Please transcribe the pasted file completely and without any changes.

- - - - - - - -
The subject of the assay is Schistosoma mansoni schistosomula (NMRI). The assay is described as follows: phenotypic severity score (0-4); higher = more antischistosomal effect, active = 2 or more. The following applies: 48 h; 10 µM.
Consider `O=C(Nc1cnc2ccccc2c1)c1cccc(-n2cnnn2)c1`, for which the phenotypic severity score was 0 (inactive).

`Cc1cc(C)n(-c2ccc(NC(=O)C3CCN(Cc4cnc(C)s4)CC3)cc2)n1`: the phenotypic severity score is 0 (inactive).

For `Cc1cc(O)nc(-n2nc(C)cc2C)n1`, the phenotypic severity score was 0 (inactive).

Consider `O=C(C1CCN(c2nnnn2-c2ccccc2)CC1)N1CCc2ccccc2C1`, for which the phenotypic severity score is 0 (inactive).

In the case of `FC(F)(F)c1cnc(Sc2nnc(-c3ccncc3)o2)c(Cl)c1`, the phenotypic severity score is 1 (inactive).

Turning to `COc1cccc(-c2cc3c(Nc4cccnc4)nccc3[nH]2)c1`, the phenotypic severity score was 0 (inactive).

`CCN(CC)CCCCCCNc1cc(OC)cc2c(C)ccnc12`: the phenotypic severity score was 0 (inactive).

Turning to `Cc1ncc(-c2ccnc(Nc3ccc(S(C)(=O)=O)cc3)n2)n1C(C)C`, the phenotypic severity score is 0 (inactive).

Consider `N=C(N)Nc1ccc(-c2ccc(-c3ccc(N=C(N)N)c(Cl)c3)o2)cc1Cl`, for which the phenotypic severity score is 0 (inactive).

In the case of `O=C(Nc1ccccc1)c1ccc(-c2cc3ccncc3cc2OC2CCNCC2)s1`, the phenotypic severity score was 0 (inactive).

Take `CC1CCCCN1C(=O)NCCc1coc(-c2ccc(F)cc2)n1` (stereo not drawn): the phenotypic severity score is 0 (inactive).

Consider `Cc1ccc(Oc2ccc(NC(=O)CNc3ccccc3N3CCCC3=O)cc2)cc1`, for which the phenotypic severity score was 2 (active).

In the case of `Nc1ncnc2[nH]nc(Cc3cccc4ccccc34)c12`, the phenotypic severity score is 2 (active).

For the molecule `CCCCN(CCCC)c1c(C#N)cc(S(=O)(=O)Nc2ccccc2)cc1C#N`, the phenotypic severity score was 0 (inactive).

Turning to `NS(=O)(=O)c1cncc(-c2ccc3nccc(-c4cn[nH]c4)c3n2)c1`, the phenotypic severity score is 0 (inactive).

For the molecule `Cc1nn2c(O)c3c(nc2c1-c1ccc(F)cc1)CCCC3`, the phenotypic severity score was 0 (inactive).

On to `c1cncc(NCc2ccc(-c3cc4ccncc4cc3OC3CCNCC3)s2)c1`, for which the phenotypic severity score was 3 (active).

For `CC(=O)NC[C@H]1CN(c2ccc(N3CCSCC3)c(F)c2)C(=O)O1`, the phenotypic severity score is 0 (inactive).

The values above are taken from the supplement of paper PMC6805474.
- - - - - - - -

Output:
The subject of the assay is Schistosoma mansoni schistosomula (NMRI). The assay is described as follows: phenotypic severity score (0-4); higher = more antischistosomal effect, active = 2 or more. The following applies: 48 h; 10 µM.
Consider `O=C(Nc1cnc2ccccc2c1)c1cccc(-n2cnnn2)c1`, for which the phenotypic severity score was 0 (inactive).

`Cc1cc(C)n(-c2ccc(NC(=O)C3CCN(Cc4cnc(C)s4)CC3)cc2)n1`: the phenotypic severity score is 0 (inactive).

For `Cc1cc(O)nc(-n2nc(C)cc2C)n1`, the phenotypic severity score was 0 (inactive).

Consider `O=C(C1CCN(c2nnnn2-c2ccccc2)CC1)N1CCc2ccccc2C1`, for which the phenotypic severity score is 0 (inactive).

In the case of `FC(F)(F)c1cnc(Sc2nnc(-c3ccncc3)o2)c(Cl)c1`, the phenotypic severity score is 1 (inactive).

Turning to `COc1cccc(-c2cc3c(Nc4cccnc4)nccc3[nH]2)c1`, the phenotypic severity score was 0 (inactive).

`CCN(CC)CCCCCCNc1cc(OC)cc2c(C)ccnc12`: the phenotypic severity score was 0 (inactive).

Turning to `Cc1ncc(-c2ccnc(Nc3ccc(S(C)(=O)=O)cc3)n2)n1C(C)C`, the phenotypic severity score is 0 (inactive).

Consider `N=C(N)Nc1ccc(-c2ccc(-c3ccc(N=C(N)N)c(Cl)c3)o2)cc1Cl`, for which the phenotypic severity score is 0 (inactive).

In the case of `O=C(Nc1ccccc1)c1ccc(-c2cc3ccncc3cc2OC2CCNCC2)s1`, the phenotypic severity score was 0 (inactive).

Take `CC1CCCCN1C(=O)NCCc1coc(-c2ccc(F)cc2)n1` (stereo not drawn): the phenotypic severity score is 0 (inactive).

Consider `Cc1ccc(Oc2ccc(NC(=O)CNc3ccccc3N3CCCC3=O)cc2)cc1`, for which the phenotypic severity score was 2 (active).

In the case of `Nc1ncnc2[nH]nc(Cc3cccc4ccccc34)c12`, the phenotypic severity score is 2 (active).

For the molecule `CCCCN(CCCC)c1c(C#N)cc(S(=O)(=O)Nc2ccccc2)cc1C#N`, the phenotypic severity score was 0 (inactive).

Turning to `NS(=O)(=O)c1cncc(-c2ccc3nccc(-c4cn[nH]c4)c3n2)c1`, the phenotypic severity score is 0 (inactive).

For the molecule `Cc1nn2c(O)c3c(nc2c1-c1ccc(F)cc1)CCCC3`, the phenotypic severity score was 0 (inactive).

On to `c1cncc(NCc2ccc(-c3cc4ccncc4cc3OC3CCNCC3)s2)c1`, for which the phenotypic severity score was 3 (active).

For `CC(=O)NC[C@H]1CN(c2ccc(N3CCSCC3)c(F)c2)C(=O)O1`, the phenotypic severity score is 0 (inactive).

The values above are taken from the supplement of paper PMC6805474.